from The American Heritage® Dictionary of the English Language, 4th Edition
- n. A tissue composed of fibers capable of contracting to effect bodily movement.
- n. A contractile organ consisting of a special bundle of muscle tissue, which moves a particular bone, part, or substance of the body: the heart muscle; the muscles of the arm.
- n. Muscular strength: enough muscle to be a high jumper.
- n. Informal Power or authority: put some muscle into law enforcement.
- intransitive v. To make one's way by or as if by force: muscled into the conversation.
- transitive v. To move or force with strength: muscled legislation through Congress.
from Wiktionary, Creative Commons Attribution/Share-Alike License
- n. A contractile form of tissue which animals use to effect movement.
- n. An organ composed of muscle tissue.
- n. A well-developed physique, in which the muscles are enlarged from exercise.
- n. Strength.
- n. Hired strongmen or bodyguards.
- v. To use force to make progress, especially physical force.
from the GNU version of the Collaborative International Dictionary of English
- n. An organ which, by its contraction, produces motion.
- n. The contractile tissue of which muscles are largely made up.
- n. Muscular strength or development.
- n. See Mussel.
- n. An essential part of something.
- n. Bodyguards or other persons hired to provide protection or commit violence.
- transitive v. To compel by threat of force.
- transitive v. To moved by human force.
from The Century Dictionary and Cyclopedia
- n. A kind of animal tissue consisting of bundles of fibers whose essential physiological characteristic is contractility, or the capability of contracting in length and dilating in breadth on the application of a proper stimulus, as the impulse of a motor nerve, or a shock of electricity; flesh; “lean meat.”
- n. A certain portion of muscle or muscular tissue, having definite position and relation with surrounding parts, and usually fixed at one or both ends.
- n. A part, organ, or tissue, of whatever histological character, which has the property of contractility, and is thus capable of motion in itself.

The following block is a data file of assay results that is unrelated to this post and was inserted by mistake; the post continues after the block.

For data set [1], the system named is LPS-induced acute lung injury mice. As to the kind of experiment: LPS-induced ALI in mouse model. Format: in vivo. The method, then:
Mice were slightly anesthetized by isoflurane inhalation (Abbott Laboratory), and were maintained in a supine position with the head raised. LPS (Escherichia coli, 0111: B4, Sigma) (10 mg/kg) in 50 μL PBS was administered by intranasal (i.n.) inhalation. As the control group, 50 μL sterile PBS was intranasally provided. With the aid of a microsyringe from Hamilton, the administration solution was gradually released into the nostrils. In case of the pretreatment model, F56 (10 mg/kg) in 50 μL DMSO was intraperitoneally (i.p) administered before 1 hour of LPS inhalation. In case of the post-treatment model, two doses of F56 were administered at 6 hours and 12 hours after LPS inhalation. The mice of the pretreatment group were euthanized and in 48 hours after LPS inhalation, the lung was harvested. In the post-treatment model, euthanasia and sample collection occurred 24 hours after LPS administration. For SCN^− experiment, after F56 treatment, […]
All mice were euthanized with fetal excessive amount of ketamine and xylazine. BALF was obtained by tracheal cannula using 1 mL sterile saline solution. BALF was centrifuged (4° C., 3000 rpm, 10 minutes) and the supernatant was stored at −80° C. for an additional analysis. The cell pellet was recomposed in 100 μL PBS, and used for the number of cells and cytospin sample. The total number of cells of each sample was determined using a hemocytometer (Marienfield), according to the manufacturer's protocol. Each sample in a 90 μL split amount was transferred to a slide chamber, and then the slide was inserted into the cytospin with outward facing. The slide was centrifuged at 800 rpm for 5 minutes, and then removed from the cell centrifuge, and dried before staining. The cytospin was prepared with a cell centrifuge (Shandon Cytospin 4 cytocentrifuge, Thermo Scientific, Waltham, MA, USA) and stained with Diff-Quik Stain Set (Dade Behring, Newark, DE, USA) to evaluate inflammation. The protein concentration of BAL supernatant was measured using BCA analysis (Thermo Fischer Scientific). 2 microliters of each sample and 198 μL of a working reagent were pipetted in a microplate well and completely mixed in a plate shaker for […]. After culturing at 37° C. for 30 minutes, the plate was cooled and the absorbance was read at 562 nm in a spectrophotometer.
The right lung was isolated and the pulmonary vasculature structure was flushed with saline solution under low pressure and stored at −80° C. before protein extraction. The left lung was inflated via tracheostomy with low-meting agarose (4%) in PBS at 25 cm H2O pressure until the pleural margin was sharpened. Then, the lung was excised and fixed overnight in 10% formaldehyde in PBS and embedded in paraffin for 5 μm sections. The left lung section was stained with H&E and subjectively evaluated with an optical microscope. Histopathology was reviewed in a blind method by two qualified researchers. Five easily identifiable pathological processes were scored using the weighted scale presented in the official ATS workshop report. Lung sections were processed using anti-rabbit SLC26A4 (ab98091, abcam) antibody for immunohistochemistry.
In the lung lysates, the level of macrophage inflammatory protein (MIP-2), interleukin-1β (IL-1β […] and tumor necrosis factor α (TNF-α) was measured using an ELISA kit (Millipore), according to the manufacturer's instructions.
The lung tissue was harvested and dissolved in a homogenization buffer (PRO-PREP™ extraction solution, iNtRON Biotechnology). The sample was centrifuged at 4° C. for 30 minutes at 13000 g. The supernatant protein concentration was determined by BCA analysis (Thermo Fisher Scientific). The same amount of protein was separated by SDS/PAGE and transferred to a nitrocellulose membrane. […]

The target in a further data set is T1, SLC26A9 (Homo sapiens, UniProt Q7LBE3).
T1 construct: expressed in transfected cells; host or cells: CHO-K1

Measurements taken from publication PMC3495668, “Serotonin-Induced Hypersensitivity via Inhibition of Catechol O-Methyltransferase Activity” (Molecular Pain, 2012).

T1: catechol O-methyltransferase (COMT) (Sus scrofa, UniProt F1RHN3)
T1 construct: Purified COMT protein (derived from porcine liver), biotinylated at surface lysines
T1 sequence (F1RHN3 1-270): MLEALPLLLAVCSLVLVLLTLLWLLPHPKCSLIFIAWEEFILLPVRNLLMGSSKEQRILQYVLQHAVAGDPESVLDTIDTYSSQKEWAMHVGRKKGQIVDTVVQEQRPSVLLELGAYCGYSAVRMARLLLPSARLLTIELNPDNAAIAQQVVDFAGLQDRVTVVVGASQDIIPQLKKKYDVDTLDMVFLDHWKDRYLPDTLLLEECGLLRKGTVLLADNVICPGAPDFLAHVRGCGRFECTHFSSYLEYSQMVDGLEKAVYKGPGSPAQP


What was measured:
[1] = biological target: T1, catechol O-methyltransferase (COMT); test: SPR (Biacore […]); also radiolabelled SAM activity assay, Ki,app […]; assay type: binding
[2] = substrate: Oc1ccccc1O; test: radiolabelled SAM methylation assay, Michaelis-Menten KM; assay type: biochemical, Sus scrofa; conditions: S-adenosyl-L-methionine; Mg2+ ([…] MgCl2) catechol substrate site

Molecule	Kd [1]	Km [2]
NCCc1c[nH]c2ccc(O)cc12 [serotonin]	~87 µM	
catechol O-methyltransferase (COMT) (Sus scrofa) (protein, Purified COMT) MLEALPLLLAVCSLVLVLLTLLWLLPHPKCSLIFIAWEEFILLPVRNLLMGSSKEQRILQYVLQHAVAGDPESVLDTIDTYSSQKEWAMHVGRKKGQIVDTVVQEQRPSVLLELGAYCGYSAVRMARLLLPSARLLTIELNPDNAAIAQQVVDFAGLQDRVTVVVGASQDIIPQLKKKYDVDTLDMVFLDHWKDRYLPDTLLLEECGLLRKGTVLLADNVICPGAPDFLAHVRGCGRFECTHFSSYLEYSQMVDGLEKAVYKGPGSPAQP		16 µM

- n. Figuratively, muscular strength; brawn: as, a man of muscle.
- n. See the adjectives.
- n. See mussel.
from WordNet 3.0 Copyright 2006 by Princeton University. All rights reserved.
- n. authority or power or force (especially when used in a coercive way)
- n. animal tissue consisting predominantly of contractile cells
- n. possessing muscular strength
- n. one of the contractile organs of the body
- n. a bully employed as a thug or bodyguard
- v. make one's way by force
The child who is spastic has muscle stiffness, or muscle tension.
It will be well to note that the two shells of an oyster, which are called _valves_, are held together by a single muscle, known as the _adductor muscle_, that lies near the center, and that this muscle must be cut before the shell will open readily.
Between the ciliary processes and the sclerotic coat is a small muscle, containing both circular and longitudinal fibers, called the _ciliary muscle_.
Brad Radke will not be ready to return to the mound when he's eligible to come off the DL Saturday, as his pulled groin muscle is worse than it was when he first injured it.
The term muscle signifies every organ of the human body which, by contraction, produces the movements of the organism.
Sir Charles Bell, who wrote the book about the Hand, used the term muscle sense and I suspect you would have to be interested in the human hand and body for any of this to be meaningful to you.
Kind of gives new meaning to the term muscle-head.
RICHARD BURT, SPECIAL AGENT FOR FLIGHT PROGRAMS: There's defensive measures, there's judgmental shooting, and it makes them think and respond and develop what we call a muscle memory.
BROWN: Hey, this is what we call the muscle flex, because it really does demonstrate the muscle that you have behind you, Wolf.
If the stimulus be repeated, the muscle makes a new twitch, apparently resembling the preceding one; and if the muscle is attached to a suitable connecting lever, the several twitches give the same effect as the strokes of a piston in a steam-engine.
Wordnik is becoming a not-for-profit! Read our announcement here.